Stormin’ Sandia, or not…

 

This hurts....

This hurts....

The Sandia Crest Road Race is one of the hardest races in the US. It sports 7800 feet of climbing over a 57 mile course, finishing at 10,500 ft. Check your TDF info and you’ll see that that Mont Ventoux is 6,300 ft, and the Alp de Huez is 6,100 ft. This race starts at 5500 ft. 

I was glad to once again have Mike Pease helping me out with the details. It doesn’t hurt that he lives less than two miles from the start line. We tooled over to the race start prepared for the usual day of sweltering heat and sun. It was supposed to be cooler and cloudy, but we didn’t believe that and packed four bottles–instead of maybe packing a rain jacket for the trip back down the mountain, or something….

The 3’s race started out just like last year, rocketing off out of the parking lot. A psycho kid was passing our lead car before we even turned the corner out of the Albertson’s. After about a mile, the pack started to chase, and it was strung out for a good five miles before the Sports Solutions kids decided to bag the chase until later. That was good, because I was sitting on lower 190 BPM on my heart rate for a few miles, and was wondering if maybe I should turn back and see if they would let me in the Masters race (which does half the course).

The breaks kept coming, but were mostly short lived until we got to the Mailbox climb. Then, the Sport Solution kids put down a hellish pace. I was worried at first. We were hammering really fast in the big ring on most of the climb. I didn’t know how much I could take. I knew I had to match the efforts or I’d be done. But we were flying, and it hurt. But, gradually, I felt better. I went from not trying to get dropped to making sure I wasn’t behind people who were popping. I was hanging, and I wasn’t the weakest guy in the group. I was moving up as the climb went on.

Then, I saw Pease. He was done. He didn’t feel well that morning, and had some kind of a stomach thing. Pease was heading back down from Mailbox, resplendent in his Big Shark kit, giving me a thumbs up which seemed to mean in equal parts: (1)  good job, (2) I’ll meet you at the top with the car, and (3) I’m going to puke, again.

The kids put in another hellish surge as we neared the top of Mailbox, but I was fine. I’d done it. Getting over that first climb without being dropped was my main goal. There was no way in hell I could be dropped again until Heartbreak Hill, and by that time I’d be in some sort of a chase group.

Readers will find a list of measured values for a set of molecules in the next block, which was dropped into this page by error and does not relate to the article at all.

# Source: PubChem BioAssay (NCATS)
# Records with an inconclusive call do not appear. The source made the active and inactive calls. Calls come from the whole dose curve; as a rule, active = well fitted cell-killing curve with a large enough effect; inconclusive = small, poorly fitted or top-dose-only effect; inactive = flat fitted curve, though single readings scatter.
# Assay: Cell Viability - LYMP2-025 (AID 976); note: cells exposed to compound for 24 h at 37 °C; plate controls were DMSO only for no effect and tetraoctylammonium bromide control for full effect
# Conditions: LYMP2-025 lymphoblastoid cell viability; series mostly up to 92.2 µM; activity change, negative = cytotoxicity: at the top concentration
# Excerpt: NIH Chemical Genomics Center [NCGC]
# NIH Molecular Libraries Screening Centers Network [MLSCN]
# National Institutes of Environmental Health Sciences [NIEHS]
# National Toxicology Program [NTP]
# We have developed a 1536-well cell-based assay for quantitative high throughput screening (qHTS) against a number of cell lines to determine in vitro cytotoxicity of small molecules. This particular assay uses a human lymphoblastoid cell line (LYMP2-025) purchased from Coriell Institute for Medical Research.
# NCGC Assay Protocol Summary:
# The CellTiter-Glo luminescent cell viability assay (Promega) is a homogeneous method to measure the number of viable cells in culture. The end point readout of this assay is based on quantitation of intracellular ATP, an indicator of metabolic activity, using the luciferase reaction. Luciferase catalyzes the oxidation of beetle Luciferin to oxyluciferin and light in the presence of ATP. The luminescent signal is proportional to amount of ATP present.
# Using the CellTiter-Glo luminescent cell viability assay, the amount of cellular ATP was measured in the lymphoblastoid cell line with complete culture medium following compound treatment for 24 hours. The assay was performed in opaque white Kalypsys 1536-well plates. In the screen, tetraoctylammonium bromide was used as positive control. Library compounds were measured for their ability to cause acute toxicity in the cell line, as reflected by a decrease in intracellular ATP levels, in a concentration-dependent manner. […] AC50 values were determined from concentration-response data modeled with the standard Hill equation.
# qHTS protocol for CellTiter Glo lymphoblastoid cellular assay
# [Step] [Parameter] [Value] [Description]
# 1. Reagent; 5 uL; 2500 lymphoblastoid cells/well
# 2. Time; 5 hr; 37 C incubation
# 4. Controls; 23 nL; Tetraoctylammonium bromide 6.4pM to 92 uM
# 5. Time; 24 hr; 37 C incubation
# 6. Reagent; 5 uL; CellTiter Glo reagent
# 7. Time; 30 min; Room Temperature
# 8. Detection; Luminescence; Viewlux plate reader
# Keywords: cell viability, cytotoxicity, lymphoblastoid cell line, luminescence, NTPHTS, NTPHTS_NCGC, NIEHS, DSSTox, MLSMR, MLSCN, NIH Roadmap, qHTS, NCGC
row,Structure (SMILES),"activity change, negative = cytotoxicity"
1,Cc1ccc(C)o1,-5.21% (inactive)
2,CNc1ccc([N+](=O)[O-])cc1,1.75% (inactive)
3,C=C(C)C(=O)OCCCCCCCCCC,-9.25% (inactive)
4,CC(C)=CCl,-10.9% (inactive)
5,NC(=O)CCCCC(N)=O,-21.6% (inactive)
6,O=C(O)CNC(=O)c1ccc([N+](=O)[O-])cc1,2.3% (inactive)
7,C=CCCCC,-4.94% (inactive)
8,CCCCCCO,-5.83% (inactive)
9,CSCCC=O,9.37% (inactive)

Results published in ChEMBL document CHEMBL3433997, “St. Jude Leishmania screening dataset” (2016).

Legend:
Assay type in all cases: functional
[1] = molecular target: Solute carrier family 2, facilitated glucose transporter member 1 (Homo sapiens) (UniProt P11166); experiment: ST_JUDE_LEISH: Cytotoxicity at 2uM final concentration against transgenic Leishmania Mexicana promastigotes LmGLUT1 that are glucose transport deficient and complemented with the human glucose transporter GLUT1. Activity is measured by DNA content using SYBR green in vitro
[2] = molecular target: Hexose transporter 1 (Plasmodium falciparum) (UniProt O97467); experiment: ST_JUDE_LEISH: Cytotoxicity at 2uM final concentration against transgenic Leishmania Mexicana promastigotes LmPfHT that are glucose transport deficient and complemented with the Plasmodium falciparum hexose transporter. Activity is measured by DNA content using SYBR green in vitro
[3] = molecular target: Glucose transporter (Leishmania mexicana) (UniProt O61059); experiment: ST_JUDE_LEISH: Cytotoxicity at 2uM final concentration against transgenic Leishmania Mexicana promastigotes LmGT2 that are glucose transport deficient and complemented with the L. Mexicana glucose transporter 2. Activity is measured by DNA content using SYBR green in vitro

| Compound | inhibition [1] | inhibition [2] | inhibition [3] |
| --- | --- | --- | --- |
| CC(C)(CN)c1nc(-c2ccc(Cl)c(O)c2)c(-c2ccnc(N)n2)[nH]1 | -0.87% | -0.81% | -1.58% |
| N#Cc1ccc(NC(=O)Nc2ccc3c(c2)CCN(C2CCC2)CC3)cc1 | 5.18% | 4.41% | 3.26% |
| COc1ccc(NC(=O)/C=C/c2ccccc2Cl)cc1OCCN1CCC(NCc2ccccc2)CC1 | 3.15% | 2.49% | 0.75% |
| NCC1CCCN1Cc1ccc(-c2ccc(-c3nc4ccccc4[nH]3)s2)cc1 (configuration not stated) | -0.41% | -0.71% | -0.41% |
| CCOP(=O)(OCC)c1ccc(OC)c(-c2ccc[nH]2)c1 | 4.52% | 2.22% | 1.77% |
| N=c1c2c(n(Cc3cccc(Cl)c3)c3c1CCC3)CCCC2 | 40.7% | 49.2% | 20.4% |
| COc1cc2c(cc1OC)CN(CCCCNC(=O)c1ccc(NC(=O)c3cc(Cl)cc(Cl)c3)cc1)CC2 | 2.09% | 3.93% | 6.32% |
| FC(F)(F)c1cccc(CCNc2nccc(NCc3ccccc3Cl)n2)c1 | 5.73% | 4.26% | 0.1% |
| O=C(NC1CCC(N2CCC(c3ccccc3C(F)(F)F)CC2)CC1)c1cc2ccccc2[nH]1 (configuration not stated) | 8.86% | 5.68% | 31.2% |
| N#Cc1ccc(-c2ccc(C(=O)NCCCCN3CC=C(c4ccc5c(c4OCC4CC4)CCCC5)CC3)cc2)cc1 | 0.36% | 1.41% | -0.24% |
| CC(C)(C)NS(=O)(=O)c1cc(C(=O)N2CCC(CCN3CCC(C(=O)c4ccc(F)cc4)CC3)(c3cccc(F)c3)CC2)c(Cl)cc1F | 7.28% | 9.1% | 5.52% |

Then I dropped my chain on a small riser c0ming into Triangle. I couldn’t pull it out. I had to stop. Fortunately, it was a pretty significant climb, and the pack had backed off–which is why I was shifting into the small ring…But, I’d have a tough chase. It was starting to rain, but mostly I had a tailwind, and I hammered fuckless over through Triangle and down the long descent of Hwy 14.

Then the rain started to come down in buckets, and the temperature dropped 15 degrees, and the wind picked up to a swirling gale. I couldn’t see. I couldn’t hold the white line, but I had no follow car on a major tourist highway. I was going 43mph on a long downgrade with a 30-35mph tailwind, and my wheels were slipping on the flooded pavement. I was cold.  But, I was hammering. Then the crosswinds nearly blew my front wheel out. I thought “gee, surely there will be a crash in the pack and I’ll pick up some people.” I slowed down. I was freezing, and I knew there was no way in hell I could climb Sandia.

About the time I should have been crossing the line, Pease and I were sitting at a really nice italian brew pub at the base of Sandia. Even there, 4500 ft below the Crest, it was 60 degrees and spitting rain. I’m fairly certain that if I had not dropped my chain, I would have continued, and I may have wound up in the hospital. Ah well….it was fun to hang for a while.

Congrats to the Mo Chumps!!! Kurt Russell!! Not a surprise in the 40+, the man can climb.  The problem with ST. Gen is that Dave Hixson’s grandkids live within spitting distance of the start line. That makes the 50+ race rather difficult….But I guess he’s not from Mo….

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2 Responses to “Stormin’ Sandia, or not…”

  1. Don Lowe Says:

    Yeah, but Ventoux is 5,600 ft gain in 13 miles.

  2. sherkat Says:

    In the last twelve miles, Sandia climbs from 6,550 to 10,500. A bit slacker than Ventoux, but starting at serious altitude. Racing up there is different.

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